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2020 Fellowship Recipient

Adam’s Music House is pleased to announce our 2020 Fellowship recipient, Angela Liu!

Angela is a high school student of Dr. Fritz Gechter in Laredo, TX. She will learn 15 minutes of music from our collection, give a 30 minute presentation about the composer and works in December in which she will speak for 15 minutes and perform 15 minutes of music. Upon completion she will receive $1000. Depending on timing of the Coronavirus, she will participate at a meet and greet at Adam’s Music House where she will perform music from her repertoire and meet the public. We chose a select list of repertoire from which Angela will choose a composer, we hope she and her teacher will be able to travel to Austin soon to make a selection with our Artistic Director, Dr. Anthony Tobin.She will be playing for our Wednesday Zoom concert this week at 6PM.

Originally from Nanjing, China, Angela Yanning Liu currently resides in Laredo, TX, where she is a sophomore euphonium player at John B. Alexander High School. She has been playing piano since the age of six for more than nine years and enjoys learning Chopin, Bach, and other classical works. Angela is a gold prize winner of the NOVYI Competition, first place winner of the Young Artist Competition at Texas State, second place winner of the Steinway Piano Competition at Austin, and an honorable mention winner at the Baylor/Waco Competition. She intends to pursue the Pre-Med pathway and minor in music in university.

Join us at 6PM today!

The repertoire Angela will choose from includes the composers:

Anton Arensky 1861-1906, Sir Arnold Bax 1883-1953, Feliz Blumenfeld 1863-1931, Serge Bortkiewicz 1877-1952, York Bowen 1884-1961, Ferruccio Busoni 1866-1924, Francois Couperin 1668-1733, Paul Creston 1906-1985, Vincent d’Indy 1851-1931, David Diamond 1915-2005, Ernst von Dohnányi 1877-1960, Ignaz Friedman 1882-1948, Robert Fuchs 1847-1927, Hans Gal 1890-1987, Alexander Glazunov 1865-1936, Stephen Heller 1813-1888, Joseph Holbrook 1878-1958, John Ireland 1879-1962, Cyril Scott 1879-1970, Anatoly Lyadov 1885-1914, Sergey Lyapunov 1857-1918, Max Reger 1873-1916, Nicolai Medtner, 1879-1951, Moritz Moszkowski 1854-1925, Vincent Perschetti 1915-1987, Jean-Phillipe Rameau1863-1754, Nicolai Roslavets 1881-1944, Anton Rubinstein 1829-1894, Kaikkhasru Sorabji 1892-1988, Karol Szymanowski 1882-1937, Ernest Toch 1887-1964, Julius Wessmann 1879-1950.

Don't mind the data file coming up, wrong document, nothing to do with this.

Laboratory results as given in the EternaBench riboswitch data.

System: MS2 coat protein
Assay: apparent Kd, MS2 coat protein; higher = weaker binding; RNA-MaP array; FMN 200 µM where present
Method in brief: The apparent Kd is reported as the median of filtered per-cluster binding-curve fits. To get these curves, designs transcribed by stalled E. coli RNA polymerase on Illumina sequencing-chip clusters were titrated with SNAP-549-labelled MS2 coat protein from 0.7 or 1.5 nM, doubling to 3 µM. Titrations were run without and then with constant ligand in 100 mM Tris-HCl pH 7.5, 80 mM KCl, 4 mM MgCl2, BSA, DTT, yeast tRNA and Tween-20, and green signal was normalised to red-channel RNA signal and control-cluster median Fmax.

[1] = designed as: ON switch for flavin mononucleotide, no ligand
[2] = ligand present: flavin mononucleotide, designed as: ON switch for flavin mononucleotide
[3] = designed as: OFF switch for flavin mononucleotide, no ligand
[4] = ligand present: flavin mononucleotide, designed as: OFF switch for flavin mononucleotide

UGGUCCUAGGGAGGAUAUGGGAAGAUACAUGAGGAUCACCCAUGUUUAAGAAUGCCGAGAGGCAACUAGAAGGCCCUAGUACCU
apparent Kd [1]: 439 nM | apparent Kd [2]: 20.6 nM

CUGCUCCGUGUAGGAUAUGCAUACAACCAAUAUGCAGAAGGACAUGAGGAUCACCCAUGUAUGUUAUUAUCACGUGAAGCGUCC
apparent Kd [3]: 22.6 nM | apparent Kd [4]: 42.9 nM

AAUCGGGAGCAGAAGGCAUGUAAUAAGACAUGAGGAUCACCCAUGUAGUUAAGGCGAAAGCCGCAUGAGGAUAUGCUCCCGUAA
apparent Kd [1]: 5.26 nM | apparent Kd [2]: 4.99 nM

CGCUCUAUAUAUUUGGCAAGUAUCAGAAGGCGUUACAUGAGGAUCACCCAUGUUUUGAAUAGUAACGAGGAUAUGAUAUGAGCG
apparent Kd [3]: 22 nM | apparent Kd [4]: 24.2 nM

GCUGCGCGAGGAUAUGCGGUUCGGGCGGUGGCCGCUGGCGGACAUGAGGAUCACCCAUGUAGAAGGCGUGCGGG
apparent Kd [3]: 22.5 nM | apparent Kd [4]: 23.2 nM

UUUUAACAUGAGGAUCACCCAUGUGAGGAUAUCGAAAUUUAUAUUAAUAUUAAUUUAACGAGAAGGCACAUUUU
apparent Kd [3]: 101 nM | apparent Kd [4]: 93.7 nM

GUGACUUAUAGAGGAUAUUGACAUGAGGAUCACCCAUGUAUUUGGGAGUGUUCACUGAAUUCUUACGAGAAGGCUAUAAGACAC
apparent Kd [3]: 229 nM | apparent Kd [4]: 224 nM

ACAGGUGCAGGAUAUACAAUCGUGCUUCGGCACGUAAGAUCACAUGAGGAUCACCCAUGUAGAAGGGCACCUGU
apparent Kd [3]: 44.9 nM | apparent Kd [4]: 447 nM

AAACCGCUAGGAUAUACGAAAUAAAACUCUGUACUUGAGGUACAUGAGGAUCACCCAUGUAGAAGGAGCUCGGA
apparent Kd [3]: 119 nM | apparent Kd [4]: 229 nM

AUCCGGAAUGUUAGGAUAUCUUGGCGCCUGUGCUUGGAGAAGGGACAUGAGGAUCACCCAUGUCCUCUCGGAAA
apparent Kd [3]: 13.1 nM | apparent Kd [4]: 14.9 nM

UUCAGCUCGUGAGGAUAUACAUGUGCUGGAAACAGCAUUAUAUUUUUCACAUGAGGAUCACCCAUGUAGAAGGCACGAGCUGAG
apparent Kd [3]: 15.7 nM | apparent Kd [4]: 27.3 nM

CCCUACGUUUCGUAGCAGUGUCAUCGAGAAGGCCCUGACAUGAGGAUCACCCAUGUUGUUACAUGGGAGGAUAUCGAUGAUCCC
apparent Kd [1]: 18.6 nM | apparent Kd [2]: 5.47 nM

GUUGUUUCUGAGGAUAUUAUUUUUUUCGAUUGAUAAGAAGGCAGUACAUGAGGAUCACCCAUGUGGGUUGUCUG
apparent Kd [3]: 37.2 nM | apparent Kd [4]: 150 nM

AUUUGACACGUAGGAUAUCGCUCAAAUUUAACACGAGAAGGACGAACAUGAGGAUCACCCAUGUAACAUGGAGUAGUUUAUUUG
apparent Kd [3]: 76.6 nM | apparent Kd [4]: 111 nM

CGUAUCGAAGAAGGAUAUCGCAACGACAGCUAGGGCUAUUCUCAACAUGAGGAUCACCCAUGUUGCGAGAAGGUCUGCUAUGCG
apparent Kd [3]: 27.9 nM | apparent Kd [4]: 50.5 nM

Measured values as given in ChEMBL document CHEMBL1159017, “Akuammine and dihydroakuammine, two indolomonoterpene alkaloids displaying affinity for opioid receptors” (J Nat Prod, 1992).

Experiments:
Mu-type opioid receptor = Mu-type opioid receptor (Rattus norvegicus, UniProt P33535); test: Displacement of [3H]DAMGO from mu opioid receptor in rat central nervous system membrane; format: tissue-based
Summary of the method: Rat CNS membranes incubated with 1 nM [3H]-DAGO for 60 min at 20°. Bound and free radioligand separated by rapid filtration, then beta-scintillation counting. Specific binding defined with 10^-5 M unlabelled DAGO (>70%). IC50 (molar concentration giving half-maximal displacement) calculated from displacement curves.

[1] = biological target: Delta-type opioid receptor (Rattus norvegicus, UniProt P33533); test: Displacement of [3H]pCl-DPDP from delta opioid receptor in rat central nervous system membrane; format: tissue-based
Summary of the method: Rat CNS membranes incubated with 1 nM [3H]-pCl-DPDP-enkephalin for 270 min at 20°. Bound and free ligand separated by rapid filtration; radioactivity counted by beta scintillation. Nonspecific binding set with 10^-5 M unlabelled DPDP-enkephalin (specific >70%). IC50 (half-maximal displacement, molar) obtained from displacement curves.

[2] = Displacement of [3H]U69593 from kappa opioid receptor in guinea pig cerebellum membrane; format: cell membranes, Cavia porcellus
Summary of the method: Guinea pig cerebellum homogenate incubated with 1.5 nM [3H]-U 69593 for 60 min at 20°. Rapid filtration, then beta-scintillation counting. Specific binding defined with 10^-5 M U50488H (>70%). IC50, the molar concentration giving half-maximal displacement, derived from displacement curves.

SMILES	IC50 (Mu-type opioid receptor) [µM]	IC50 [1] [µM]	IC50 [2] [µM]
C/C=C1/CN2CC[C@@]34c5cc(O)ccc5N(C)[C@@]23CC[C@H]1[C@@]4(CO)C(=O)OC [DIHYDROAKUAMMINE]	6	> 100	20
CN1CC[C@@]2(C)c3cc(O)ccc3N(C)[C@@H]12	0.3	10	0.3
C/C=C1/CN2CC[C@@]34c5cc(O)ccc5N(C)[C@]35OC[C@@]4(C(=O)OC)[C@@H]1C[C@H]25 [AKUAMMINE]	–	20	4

We are still alive!

Everyone at Adam’s Music House is alive and healthy and moving forward with our outreach! We will have an announcement about our latest fellowship recipient soon but in the meantime….

We started a weekly, online concert series Wednesday’s at 6PM. Musicians and singers can perform from anywhere and people can listen from their homes or other safe location! We will post the Zoom address every week, we have had 3 concerts so far and will have a cellist next week, details TBA.

Dr. Tobin performing at the April 15th, 2020 Zoom Concert.

Coronavirus

We hope everyone stays healthy and safe during this outbreak. We have not decided what to do about the Sophia Gilmson master class April 4th or the Kiyoshi Tamagawa master class April 11th. As the time approaches and the situation with the Coronavirus becomes clearer we will make a decision.